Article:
Buckhead's Plaza Towers are like glowing ADAC-sourced lanterns for quite a few of Atlanta's design moths. The 1969 twin buildings of minimalist concrete are home to an unusual number of interior designers (or decorators, depending on who you're talking to), purveyors of fine goods, and all around taste makers. The strong Modern aesthetic combined with a prime Buckhead location creates a perfect nesting place for those who are in the business of beauty. In fact, Atlanta’s own Museum of Design, or MODA, was quoted as crowning Plaza Towers “Atlanta’s best example of mid-century architecture.” In honor of the complex's 40th birthday, MODA sponsored a tour of homes that highlighted the variety of intriguing living spaces at Plaza Towers. The spacious units contain a minimal amount of support columns and receive great natural light, factors that make for a perfect blank slate. How spacious, you ask? Try a maximum of four units per floor.
Although Plaza Towers is sometimes noted as Atlanta’s first residential highrise (22 floors), I think The Ponce may have an issue with that distinction. Interestingly enough, the complex was built as condos, but in 1969 Atlanta wasn’t ready for such a concept. I suppose homebuying isn't really on your mind when you're watching the Grateful Dead play in Piedmont Park. So, the buildings were leased as apartments until going being converted back to condos in 1979. Why am I giving you this history lesson? It means even though these are technically condo conversions, flimsy apartment construction is not an issue!
Each tower features its own 24/7 concierge, who occupy lobbies that were awarded for their renovation quality. Amenities include a conference room, exercise room with saunas, and a dog run, but my favorite has to be the three guest suites that you can rent for visitors. I like that concept because it keeps your guests close, but not too close, if you know what I mean. The Plaza Room is also a useful resident perk, providing event space equipped with a kitchen, wet bar, and (I can hear it now) a baby grand piano. It occupies the space of the Tango restaurant, which I read was quite the Atlanta hotspot in the 1970s. I willing to bet there was fondue involved.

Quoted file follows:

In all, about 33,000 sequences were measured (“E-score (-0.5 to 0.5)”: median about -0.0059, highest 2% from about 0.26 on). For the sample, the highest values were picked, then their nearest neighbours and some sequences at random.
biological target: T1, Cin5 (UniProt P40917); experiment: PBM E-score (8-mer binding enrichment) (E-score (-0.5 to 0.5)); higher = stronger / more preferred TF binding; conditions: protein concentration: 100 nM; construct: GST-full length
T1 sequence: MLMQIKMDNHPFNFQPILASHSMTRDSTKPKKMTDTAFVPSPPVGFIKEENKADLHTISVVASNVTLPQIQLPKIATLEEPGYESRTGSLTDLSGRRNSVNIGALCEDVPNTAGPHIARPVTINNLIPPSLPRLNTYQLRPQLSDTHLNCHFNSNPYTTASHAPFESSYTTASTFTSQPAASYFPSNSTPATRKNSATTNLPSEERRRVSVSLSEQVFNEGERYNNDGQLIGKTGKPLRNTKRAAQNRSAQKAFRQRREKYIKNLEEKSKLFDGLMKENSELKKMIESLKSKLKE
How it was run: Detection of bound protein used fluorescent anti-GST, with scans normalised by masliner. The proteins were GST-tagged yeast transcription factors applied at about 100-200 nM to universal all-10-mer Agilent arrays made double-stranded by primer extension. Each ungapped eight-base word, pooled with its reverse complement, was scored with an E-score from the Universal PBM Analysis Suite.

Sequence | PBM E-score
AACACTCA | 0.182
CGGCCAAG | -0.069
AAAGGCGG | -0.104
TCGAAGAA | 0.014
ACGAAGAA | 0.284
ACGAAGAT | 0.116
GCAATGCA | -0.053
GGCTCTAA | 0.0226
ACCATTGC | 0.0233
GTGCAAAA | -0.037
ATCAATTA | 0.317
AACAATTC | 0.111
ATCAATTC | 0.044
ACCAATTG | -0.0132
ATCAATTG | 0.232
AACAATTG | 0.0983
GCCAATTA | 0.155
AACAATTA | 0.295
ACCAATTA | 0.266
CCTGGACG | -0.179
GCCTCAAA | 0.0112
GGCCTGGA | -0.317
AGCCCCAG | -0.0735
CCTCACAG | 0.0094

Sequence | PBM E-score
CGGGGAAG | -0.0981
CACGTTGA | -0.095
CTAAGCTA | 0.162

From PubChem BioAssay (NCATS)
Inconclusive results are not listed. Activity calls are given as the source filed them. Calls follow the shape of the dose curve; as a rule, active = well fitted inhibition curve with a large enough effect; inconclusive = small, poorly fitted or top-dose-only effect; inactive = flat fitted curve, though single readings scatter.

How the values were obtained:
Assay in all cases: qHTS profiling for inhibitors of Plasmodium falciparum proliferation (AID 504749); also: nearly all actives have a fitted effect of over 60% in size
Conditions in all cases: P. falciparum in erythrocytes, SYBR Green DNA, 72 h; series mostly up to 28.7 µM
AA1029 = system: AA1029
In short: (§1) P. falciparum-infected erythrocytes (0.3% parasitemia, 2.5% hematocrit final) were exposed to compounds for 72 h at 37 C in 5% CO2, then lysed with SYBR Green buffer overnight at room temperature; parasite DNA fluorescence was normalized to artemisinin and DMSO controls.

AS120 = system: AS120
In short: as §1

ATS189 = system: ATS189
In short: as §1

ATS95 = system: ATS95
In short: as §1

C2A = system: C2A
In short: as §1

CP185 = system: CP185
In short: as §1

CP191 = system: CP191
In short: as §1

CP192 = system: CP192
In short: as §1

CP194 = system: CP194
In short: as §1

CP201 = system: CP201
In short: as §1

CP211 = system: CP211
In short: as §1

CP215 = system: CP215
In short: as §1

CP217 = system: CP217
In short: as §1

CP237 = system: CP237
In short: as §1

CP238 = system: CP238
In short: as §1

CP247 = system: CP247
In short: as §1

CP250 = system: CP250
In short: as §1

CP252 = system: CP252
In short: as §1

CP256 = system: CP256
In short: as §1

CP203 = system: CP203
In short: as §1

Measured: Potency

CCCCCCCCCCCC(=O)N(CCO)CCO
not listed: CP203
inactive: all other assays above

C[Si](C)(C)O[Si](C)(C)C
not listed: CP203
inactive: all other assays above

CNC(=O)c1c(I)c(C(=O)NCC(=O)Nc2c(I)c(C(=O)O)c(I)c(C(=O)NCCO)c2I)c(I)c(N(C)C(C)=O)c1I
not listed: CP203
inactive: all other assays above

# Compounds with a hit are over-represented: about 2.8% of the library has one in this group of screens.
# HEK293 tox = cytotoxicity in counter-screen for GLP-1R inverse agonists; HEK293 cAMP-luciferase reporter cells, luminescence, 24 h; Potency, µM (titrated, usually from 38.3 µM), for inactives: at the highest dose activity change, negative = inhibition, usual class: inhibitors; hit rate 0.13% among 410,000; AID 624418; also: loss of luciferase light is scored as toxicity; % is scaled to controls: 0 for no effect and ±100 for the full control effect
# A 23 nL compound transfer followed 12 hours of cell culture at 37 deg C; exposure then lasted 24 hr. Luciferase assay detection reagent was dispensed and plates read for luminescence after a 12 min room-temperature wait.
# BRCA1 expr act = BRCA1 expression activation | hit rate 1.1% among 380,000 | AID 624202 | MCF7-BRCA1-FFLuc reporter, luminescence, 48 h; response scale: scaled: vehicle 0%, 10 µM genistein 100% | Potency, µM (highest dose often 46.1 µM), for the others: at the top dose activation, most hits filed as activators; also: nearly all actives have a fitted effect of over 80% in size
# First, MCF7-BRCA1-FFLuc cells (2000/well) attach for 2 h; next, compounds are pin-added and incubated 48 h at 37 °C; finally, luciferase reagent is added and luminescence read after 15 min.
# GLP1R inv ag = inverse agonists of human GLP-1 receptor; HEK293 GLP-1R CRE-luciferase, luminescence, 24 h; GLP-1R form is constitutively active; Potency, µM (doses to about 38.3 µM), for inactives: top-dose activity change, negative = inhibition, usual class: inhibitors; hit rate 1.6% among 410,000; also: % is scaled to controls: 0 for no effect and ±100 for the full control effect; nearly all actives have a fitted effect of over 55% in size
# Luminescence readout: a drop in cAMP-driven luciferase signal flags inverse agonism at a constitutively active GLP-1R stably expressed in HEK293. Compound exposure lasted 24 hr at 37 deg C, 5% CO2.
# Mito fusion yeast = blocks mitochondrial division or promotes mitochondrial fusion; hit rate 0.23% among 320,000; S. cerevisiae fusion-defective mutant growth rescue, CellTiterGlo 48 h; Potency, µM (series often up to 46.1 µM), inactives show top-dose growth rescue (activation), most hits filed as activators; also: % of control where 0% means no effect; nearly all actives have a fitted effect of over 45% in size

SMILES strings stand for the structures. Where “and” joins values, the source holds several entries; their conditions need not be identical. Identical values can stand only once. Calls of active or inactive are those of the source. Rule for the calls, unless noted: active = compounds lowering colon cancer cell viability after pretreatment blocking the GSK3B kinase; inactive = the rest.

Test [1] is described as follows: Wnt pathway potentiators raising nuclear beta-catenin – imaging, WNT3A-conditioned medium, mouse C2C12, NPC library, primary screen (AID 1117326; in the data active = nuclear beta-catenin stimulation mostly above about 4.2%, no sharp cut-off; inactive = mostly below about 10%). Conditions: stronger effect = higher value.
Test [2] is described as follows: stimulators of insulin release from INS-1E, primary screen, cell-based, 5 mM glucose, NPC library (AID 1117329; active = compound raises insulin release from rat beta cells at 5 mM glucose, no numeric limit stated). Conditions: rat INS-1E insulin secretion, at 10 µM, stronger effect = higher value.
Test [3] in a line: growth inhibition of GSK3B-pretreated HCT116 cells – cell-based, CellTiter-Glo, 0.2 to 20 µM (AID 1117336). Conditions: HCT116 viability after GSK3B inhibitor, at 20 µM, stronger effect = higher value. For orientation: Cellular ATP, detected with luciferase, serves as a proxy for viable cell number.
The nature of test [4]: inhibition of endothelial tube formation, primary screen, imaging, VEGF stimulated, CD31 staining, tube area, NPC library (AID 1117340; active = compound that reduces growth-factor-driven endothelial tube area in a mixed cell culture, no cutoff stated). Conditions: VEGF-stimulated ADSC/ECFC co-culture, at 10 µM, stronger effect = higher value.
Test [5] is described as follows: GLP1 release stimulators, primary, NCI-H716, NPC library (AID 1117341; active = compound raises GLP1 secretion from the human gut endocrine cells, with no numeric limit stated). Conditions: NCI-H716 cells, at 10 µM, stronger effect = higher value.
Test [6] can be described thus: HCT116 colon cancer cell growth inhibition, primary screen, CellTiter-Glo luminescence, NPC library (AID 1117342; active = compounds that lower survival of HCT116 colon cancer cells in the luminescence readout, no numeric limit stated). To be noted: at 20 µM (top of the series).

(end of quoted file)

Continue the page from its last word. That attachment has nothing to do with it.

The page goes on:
Plaza Towers is situated in the Peachtree Heights East neighborhood at the corner of Peachtree Road and Lakeview Avenue. The namesake lake is actually the beloved Duck Pond, which sits just behind the complex and can be excruciatingly beautiful in spring and autumn. The view of Plaza Towers from the Duck Pond is a textbook example of the "towers in a park" concept promoted by Le Corbusier. Although his theory didn't always jive in the real world, here you get the sense that sometimes it worked very well. Who needs a yard when you have this gorgeous greenspace right outside your smart flat? The Buckhead address means shops, restaurants, and services are never far away. The Peachtree Battle Shopping Center is very nearby, as is another shopping plaza known as The Peach. Not too far north on Peachtree is the current reincarnation of the Buckhead Village, now know as “Buckhead Atlanta.” Beyond that lay the shopping meccas of Lenox Square and Phipps Plaza.
Bottom line: few other buildings in Atlanta can compete with this offering of classic Mod sophistication in a such a sylvan setting.